Dr Birgit Amann

Challenges as adolescents with ADHD approach young adulthood

Delegates at MoM VIII had options to attend a range of clinical seminars, including one on the management of ADHD in adolescents and early adulthood, led by Dr Birgit Amann (Behavioral Medical Center, Troy, Minnesota, USA) and Professor Peter Hill (independent child and adolescent psychiatrist, London, UK).

During this seminar, Dr Amann and Professor Hill considered how ADHD symptoms evolve over the lifespan, with accompanying changes in patient goals, priorities and awareness of symptoms. They particularly focused on the transition from adolescence to young adulthood, drawing attention to the environmental demands on this population, specifically the need to:1

  • Establish lasting personal relationships outside of immediate family
  • Become more financially independent, and responsible for personal structure/time management
  • Choose a career/occupation.

The seminar also highlighted how these demands may be further compounded by a lack of societal accommodations for ADHD in the workplace, a shortage of specialists in the treatment of adult ADHD, and the desire to move out of the parental home.

Dr Amann described how adolescents with ADHD need to balance these demands with appropriate resources, including the development of personal self-management skills and external support from family and friends. She emphasised that psychoeducation and behavioural interventions were crucial in this regard.

Professor Philip Asherson

Presentation of ADHD in adulthood

In another clinical seminar, Professor Philip Asherson (King’s College London, UK) described how the diagnosis of adult ADHD can be complicated by the presence of comorbidities and symptoms not easily identifiable during patient interview (e.g. distractibility). In addition, he noted that, in his experience, common symptoms of adult ADHD can mimic symptoms of other psychiatric conditions:

Emotional instability Can also be suggestive of bipolar disorder or borderline personality disorder
Sleep problems/initial insomnia Can be confused with symptoms of bipolar disorder or depression
Talking excessively or tangentially Can be confused with symptoms of chronic hypermania
Low self-esteem Can be confused with symptoms of depression
Concentration difficulties Common across many different psychiatric conditions

Audience questions: differentiating between ADHD and bipolar disorder
In response to audience questioning about how to differentiate between ADHD and bipolar disorder, Professor Asherson noted that:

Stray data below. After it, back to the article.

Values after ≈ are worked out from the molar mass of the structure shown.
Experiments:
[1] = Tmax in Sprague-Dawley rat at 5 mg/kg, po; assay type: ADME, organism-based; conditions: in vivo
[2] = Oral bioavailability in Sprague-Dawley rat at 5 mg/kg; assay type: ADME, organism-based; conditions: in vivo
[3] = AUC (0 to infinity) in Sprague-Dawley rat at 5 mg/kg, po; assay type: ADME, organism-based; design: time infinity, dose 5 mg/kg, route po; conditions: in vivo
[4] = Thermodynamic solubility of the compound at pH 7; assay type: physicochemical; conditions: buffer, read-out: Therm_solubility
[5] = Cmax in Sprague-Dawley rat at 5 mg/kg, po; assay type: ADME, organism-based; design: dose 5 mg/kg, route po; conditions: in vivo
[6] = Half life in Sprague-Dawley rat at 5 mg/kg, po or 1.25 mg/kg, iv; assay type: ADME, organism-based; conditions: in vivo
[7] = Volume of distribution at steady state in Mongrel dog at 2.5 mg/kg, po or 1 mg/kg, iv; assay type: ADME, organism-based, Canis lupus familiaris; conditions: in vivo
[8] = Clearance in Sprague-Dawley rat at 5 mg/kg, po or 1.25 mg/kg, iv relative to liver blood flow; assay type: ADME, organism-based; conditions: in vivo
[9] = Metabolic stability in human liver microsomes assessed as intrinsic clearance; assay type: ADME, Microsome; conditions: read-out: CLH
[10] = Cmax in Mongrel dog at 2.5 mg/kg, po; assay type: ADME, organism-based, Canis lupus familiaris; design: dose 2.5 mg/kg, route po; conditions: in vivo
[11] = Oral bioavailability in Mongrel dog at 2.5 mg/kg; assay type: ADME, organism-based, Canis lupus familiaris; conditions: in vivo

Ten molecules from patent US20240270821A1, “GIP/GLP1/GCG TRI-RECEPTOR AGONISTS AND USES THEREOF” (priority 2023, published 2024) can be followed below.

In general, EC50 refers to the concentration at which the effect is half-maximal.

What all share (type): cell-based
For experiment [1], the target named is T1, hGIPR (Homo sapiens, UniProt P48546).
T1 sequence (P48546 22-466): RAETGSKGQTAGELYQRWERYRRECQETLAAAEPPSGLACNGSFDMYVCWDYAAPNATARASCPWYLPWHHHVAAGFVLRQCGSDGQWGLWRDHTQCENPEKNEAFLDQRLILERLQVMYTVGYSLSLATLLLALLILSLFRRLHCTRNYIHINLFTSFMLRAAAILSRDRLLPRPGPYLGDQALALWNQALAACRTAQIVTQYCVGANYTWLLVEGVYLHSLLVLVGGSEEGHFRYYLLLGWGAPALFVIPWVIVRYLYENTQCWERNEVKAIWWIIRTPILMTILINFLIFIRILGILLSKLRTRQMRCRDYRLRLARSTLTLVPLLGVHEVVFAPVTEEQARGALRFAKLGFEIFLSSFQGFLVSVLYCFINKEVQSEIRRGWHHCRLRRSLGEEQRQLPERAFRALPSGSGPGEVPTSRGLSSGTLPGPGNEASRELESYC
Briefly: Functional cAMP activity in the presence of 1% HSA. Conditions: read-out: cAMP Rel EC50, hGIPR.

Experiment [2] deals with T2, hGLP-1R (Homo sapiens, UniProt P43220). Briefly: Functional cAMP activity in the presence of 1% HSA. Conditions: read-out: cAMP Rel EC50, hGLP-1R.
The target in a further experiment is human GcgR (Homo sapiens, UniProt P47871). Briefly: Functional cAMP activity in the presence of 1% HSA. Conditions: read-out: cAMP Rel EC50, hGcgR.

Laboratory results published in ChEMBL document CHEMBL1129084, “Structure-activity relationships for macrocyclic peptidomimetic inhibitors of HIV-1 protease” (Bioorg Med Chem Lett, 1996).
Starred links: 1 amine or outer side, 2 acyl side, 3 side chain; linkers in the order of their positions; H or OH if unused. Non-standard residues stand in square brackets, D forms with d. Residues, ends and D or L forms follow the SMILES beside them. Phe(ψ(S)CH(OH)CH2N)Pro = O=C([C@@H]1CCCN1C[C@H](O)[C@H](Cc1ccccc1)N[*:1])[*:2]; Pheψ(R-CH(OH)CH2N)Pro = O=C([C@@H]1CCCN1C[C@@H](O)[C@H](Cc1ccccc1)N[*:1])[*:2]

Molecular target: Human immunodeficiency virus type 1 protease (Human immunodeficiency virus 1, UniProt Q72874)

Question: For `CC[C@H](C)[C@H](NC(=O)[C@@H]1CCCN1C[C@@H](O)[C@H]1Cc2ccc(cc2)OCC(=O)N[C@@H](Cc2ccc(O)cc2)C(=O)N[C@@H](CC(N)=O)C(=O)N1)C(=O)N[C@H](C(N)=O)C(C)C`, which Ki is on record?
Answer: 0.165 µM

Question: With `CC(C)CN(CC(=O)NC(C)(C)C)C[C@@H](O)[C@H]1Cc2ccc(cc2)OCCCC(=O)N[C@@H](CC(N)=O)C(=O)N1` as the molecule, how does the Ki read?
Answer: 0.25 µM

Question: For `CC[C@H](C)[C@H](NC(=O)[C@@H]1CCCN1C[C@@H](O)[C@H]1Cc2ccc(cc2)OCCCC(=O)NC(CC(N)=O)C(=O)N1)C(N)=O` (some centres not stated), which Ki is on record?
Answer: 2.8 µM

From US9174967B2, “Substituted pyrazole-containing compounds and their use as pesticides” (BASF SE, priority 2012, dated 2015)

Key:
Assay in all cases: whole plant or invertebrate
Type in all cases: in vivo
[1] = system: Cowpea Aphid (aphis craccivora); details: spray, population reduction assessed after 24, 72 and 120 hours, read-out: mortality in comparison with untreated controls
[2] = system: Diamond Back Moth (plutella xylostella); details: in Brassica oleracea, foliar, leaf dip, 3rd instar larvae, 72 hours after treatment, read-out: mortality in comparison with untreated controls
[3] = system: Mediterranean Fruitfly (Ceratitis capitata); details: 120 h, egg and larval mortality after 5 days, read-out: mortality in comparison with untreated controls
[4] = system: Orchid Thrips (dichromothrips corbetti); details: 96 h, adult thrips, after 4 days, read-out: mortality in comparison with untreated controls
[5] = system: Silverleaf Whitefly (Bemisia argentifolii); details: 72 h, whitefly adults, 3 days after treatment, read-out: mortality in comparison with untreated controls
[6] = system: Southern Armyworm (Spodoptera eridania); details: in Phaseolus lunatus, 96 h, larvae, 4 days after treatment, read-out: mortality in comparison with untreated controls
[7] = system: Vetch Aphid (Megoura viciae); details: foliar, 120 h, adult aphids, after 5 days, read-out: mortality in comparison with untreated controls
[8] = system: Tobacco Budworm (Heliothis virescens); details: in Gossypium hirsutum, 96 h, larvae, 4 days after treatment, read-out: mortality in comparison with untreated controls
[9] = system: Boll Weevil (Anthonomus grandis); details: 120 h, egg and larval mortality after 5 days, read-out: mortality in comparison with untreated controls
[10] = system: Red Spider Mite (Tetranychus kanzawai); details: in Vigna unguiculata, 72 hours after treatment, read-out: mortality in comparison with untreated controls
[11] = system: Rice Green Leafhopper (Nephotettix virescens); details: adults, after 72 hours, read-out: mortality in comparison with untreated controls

• ADHD involves chronic traits, whereas bipolar disorder has an episodic course
  • Patients with ADHD often have sleep problems despite wanting to sleep, whereas patients with bipolar disorder typically do not feel like they want/need to sleep.

Dr Larry J Klassen (Eden Mental Health Centre, Winkler, Manitoba, Canada) highlighted similar points in a clinical seminar on the differential diagnosis of adult ADHD.2,3

Professor Asherson particularly emphasised mind wandering and ceaseless mental activity as central characteristics of adult ADHD that can be helpful indicators of the possible diagnosis. He noted the Mind Excessively Wandering Scale (MEWS), which has been shown to differentiate between adults with ADHD and control subjects.4

Professor Asherson: “One of the most prominent features of ADHD: adults complaining that their thoughts are constantly on the go, jumping or flitting from one topic to another, and multiple lines of thought at one time. These can be quite distressing to patients and very much part of the impairment.”

‘Late-onset ADHD’

In a plenary session, Dr Luis Rohde (Hospital de Clinicas de Porto Alegre, Brazil) considered whether adult ADHD is only a childhood-onset neurodevelopmental disorder, or whether ‘late-onset ADHD’ is a valid concept. He presented data from two longitudinal cohort studies suggesting that adult ADHD may be diagnosed in adults who had no symptoms in childhood.5,6 However, he noted the importance of considering differences between population-based cohorts and clinical samples (e.g. less comorbidity in population samples7), and suggested that ‘late-onset ADHD’ may just be ADHD that emerges later, when demands on patients have increased.

Audience questions: ‘late-onset ADHD’ as a distinct diagnosis
In response to audience questioning, Dr Rohde suggested that more research is needed before it is possible to determine whether ‘late-onset ADHD’ represents a separate disorder to childhood-onset ADHD.

  1. Turgay A, Goodman DW, Asherson P, et al. Lifespan persistence of ADHD: the life transition model and its application. J Clin Psychiatry 2012; 73: 192-201.
  2. Canadian ADHD Resource Alliance (CADDRA). Canadian ADHD Practice Guidelines. Toronto: CADDRA, 2011.
  3. Geller B, Williams M, Zimerman B, et al. Prepubertal and early adolescent bipolarity differentiate from ADHD by manic symptoms, grandiose delusions, ultra-rapid or ultradian cycling. J Affect Disord 1998; 51: 81-91.
  4. Mowlem FD, Skirrow C, Reid P, et al. Validation of the Mind Excessively Wandering Scale and the Relationship of Mind Wandering to Impairment in Adult ADHD. J Atten Disord 2016; Epub ahead of print.
  5. Agnew-Blais JC, Polanczyk GV, Danese A, et al. Evaluation of the persistence, remission, and emergence of attention-deficit/hyperactivity disorder in young adulthood. JAMA Psychiatry 2016; 73: 713-720.
  6. Caye A, Rocha TB, Anselmi L, et al. Attention-deficit/hyperactivity disorder trajectories from childhood to young adulthood: evidence from a birth cohort supporting a late-onset syndrome. JAMA Psychiatry 2016; 73: 705-712.
  7. Angold A, Costello EJ, Erkanli A. Comorbidity. J Child Psychol Psychiatry 1999; 40: 57-87.